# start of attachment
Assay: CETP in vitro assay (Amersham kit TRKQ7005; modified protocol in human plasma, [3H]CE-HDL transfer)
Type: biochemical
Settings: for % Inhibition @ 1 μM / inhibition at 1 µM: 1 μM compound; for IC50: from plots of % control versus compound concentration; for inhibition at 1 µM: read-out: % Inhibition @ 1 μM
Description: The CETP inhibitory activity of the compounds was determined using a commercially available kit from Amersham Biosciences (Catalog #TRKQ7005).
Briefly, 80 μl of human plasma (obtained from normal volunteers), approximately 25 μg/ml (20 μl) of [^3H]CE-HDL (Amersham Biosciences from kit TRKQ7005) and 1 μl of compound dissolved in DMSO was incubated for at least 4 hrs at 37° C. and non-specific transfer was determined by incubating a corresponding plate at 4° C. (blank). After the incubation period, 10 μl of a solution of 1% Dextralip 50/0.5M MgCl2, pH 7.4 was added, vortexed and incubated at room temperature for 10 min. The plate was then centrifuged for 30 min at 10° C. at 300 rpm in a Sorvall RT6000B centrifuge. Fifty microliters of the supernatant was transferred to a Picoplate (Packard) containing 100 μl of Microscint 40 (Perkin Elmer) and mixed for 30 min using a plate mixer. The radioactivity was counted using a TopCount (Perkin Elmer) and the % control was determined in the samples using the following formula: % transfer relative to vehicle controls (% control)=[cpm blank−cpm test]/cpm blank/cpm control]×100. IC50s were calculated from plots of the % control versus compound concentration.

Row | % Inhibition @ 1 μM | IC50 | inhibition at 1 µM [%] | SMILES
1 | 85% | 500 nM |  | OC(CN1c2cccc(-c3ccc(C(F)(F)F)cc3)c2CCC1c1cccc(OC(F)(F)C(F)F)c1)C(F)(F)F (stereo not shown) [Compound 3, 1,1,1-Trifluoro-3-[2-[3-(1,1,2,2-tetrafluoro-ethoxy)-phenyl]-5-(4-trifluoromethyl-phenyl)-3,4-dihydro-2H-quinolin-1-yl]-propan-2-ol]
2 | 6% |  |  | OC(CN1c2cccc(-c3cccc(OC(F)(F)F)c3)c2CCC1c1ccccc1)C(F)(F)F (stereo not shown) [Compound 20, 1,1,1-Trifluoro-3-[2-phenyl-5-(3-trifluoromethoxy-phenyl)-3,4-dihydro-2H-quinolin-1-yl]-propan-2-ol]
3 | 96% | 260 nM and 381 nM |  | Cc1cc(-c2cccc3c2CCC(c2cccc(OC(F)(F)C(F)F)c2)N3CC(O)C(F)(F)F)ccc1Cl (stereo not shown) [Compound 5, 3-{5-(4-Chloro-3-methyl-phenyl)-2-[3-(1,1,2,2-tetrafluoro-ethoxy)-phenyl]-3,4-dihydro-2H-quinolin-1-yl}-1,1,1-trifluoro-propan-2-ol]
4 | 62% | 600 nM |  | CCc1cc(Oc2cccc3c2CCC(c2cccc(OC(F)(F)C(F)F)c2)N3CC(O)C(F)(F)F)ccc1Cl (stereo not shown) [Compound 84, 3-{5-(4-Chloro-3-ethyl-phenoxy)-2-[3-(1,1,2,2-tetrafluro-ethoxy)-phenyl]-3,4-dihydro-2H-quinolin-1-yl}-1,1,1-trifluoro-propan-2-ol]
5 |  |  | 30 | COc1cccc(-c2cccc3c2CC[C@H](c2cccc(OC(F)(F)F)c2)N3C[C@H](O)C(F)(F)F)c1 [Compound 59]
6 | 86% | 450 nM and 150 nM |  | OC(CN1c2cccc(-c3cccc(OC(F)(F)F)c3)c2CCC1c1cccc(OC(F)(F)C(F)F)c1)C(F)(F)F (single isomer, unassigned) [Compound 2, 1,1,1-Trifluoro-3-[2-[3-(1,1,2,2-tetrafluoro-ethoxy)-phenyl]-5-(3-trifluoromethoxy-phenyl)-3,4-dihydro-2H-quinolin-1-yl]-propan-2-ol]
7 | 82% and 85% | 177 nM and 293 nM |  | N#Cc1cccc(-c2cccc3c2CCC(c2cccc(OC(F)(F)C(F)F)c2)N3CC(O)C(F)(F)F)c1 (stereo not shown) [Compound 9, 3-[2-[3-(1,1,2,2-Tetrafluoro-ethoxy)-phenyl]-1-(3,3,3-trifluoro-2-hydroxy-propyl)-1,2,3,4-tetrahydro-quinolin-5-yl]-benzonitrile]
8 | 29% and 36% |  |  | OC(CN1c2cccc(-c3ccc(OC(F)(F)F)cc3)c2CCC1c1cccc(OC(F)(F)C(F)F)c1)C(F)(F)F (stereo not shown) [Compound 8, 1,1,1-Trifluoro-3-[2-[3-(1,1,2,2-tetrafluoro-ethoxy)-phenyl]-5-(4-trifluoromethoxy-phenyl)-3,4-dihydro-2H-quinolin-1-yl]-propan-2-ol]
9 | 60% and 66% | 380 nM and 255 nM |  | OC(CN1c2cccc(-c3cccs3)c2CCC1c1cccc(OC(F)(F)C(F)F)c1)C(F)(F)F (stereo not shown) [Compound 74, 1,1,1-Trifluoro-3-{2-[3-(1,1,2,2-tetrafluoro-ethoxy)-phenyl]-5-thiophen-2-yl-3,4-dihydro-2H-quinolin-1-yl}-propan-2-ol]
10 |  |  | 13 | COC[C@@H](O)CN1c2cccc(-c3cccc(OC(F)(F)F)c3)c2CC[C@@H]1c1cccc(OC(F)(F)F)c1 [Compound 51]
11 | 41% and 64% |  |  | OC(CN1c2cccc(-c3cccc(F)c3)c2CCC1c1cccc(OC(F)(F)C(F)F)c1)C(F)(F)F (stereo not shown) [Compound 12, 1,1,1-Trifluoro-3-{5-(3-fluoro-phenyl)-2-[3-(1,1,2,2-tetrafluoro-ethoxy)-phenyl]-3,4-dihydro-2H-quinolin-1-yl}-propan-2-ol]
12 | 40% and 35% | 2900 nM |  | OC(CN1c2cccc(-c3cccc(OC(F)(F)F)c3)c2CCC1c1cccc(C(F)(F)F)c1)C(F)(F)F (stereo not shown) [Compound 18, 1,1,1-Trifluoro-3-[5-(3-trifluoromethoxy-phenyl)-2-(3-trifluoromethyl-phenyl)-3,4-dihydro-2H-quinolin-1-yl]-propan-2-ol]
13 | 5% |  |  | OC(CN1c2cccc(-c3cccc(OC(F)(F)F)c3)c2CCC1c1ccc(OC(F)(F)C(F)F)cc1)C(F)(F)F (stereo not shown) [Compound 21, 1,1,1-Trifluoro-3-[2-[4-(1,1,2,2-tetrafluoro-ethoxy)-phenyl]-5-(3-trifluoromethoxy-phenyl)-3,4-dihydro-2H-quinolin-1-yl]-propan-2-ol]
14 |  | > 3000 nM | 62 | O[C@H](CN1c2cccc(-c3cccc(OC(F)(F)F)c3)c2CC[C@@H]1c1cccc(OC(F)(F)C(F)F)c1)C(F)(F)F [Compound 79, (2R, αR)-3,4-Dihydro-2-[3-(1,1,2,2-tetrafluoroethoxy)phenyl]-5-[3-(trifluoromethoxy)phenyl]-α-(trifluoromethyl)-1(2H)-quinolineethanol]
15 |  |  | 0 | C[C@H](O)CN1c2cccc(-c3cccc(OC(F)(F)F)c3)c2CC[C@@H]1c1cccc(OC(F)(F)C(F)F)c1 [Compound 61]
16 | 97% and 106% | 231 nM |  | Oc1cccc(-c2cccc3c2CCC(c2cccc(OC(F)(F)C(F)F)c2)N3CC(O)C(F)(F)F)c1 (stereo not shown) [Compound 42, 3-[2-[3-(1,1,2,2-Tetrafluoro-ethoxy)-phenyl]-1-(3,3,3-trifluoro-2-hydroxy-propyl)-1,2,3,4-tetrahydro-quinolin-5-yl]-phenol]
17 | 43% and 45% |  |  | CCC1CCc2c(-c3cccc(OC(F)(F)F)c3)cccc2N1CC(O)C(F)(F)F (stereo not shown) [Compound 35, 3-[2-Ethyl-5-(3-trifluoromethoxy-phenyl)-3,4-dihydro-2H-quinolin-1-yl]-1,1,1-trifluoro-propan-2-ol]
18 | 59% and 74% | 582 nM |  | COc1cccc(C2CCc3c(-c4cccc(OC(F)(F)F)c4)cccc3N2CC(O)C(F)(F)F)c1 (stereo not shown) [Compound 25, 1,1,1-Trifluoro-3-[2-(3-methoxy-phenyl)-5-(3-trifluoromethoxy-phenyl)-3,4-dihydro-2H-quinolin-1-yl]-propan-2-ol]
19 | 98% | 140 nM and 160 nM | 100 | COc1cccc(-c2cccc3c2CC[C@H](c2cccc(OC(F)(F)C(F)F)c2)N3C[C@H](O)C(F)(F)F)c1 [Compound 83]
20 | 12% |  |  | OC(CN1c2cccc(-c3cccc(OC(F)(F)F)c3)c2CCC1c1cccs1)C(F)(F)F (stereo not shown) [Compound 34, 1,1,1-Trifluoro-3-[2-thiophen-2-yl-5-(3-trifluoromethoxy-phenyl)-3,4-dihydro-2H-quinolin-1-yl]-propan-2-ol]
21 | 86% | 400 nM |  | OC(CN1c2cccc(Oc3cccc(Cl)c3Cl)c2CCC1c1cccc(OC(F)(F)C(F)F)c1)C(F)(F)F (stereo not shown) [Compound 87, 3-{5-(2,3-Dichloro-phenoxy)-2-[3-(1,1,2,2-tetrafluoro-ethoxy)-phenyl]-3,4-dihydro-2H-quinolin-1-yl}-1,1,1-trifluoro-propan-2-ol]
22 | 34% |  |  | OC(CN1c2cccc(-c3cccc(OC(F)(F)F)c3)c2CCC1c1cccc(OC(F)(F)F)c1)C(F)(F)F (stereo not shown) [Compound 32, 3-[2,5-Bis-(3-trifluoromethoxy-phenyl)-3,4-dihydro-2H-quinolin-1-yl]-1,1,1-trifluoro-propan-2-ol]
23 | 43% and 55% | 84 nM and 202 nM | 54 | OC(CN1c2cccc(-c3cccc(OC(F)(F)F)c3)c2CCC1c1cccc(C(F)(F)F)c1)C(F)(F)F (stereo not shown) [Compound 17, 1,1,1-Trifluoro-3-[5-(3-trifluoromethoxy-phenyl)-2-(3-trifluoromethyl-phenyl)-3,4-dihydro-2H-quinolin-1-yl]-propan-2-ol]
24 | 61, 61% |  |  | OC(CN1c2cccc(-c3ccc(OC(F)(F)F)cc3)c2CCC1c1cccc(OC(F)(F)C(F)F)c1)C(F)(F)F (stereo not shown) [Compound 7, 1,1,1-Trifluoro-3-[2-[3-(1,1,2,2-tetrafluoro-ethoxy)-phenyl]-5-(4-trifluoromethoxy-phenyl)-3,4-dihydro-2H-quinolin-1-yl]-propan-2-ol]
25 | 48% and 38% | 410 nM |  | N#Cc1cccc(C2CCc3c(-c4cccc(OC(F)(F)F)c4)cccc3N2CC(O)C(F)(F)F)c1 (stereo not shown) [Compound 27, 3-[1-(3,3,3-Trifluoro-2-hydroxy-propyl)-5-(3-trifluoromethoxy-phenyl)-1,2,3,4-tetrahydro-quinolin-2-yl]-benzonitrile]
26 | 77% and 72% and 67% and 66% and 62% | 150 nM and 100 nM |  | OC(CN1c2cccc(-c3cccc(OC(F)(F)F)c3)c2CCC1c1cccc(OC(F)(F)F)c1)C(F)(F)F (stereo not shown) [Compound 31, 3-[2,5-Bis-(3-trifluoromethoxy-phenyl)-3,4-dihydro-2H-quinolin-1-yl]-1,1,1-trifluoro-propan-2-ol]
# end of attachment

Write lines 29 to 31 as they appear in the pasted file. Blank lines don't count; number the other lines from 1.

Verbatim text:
23 | 43% and 55% | 84 nM and 202 nM | 54 | OC(CN1c2cccc(-c3cccc(OC(F)(F)F)c3)c2CCC1c1cccc(C(F)(F)F)c1)C(F)(F)F (stereo not shown) [Compound 17, 1,1,1-Trifluoro-3-[5-(3-trifluoromethoxy-phenyl)-2-(3-trifluoromethyl-phenyl)-3,4-dihydro-2H-quinolin-1-yl]-propan-2-ol]
24 | 61, 61% |  |  | OC(CN1c2cccc(-c3ccc(OC(F)(F)F)cc3)c2CCC1c1cccc(OC(F)(F)C(F)F)c1)C(F)(F)F (stereo not shown) [Compound 7, 1,1,1-Trifluoro-3-[2-[3-(1,1,2,2-tetrafluoro-ethoxy)-phenyl]-5-(4-trifluoromethoxy-phenyl)-3,4-dihydro-2H-quinolin-1-yl]-propan-2-ol]
25 | 48% and 38% | 410 nM |  | N#Cc1cccc(C2CCc3c(-c4cccc(OC(F)(F)F)c4)cccc3N2CC(O)C(F)(F)F)c1 (stereo not shown) [Compound 27, 3-[1-(3,3,3-Trifluoro-2-hydroxy-propyl)-5-(3-trifluoromethoxy-phenyl)-1,2,3,4-tetrahydro-quinolin-2-yl]-benzonitrile]